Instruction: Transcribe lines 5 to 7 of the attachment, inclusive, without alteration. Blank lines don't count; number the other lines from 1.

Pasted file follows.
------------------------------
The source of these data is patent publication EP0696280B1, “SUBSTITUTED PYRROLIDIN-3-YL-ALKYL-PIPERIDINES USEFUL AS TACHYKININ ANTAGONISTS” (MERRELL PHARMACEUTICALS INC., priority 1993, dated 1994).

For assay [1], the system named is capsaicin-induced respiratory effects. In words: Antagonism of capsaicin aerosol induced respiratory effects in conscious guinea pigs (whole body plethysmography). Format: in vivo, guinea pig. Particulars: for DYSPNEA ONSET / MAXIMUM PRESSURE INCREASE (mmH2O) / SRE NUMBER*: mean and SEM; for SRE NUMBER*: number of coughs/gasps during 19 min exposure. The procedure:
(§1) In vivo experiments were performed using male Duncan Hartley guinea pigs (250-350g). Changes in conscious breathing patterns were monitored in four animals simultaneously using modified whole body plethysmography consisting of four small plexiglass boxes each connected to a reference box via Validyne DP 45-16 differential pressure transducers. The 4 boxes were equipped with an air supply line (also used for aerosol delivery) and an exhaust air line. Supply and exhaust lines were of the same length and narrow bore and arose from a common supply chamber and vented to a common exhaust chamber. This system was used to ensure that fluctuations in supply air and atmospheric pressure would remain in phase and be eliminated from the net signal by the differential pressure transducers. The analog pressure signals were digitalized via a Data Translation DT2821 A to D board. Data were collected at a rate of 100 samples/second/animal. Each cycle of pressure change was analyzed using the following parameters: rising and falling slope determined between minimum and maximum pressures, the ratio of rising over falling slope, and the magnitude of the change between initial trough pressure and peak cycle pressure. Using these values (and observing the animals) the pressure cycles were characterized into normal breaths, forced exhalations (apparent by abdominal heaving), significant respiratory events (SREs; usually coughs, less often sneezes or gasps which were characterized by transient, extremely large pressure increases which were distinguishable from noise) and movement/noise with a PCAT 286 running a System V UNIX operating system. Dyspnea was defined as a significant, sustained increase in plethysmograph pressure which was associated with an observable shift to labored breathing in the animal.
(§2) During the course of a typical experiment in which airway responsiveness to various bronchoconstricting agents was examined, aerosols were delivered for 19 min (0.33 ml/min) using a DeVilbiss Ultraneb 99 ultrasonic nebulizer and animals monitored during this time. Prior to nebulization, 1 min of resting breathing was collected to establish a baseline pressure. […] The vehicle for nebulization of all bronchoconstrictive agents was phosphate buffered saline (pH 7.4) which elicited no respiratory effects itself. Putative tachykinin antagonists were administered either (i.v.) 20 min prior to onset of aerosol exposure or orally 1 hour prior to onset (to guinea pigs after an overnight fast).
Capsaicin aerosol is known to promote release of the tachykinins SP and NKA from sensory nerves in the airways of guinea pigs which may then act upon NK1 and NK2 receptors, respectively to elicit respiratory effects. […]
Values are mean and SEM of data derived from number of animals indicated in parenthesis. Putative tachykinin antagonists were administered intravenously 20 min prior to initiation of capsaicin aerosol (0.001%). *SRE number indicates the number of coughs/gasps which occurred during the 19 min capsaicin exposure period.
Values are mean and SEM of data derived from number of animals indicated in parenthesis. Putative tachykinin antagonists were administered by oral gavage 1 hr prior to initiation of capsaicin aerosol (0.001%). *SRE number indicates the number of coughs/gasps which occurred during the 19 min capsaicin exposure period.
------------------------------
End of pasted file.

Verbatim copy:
Capsaicin aerosol is known to promote release of the tachykinins SP and NKA from sensory nerves in the airways of guinea pigs which may then act upon NK1 and NK2 receptors, respectively to elicit respiratory effects. […]
Values are mean and SEM of data derived from number of animals indicated in parenthesis. Putative tachykinin antagonists were administered intravenously 20 min prior to initiation of capsaicin aerosol (0.001%). *SRE number indicates the number of coughs/gasps which occurred during the 19 min capsaicin exposure period.
Values are mean and SEM of data derived from number of animals indicated in parenthesis. Putative tachykinin antagonists were administered by oral gavage 1 hr prior to initiation of capsaicin aerosol (0.001%). *SRE number indicates the number of coughs/gasps which occurred during the 19 min capsaicin exposure period.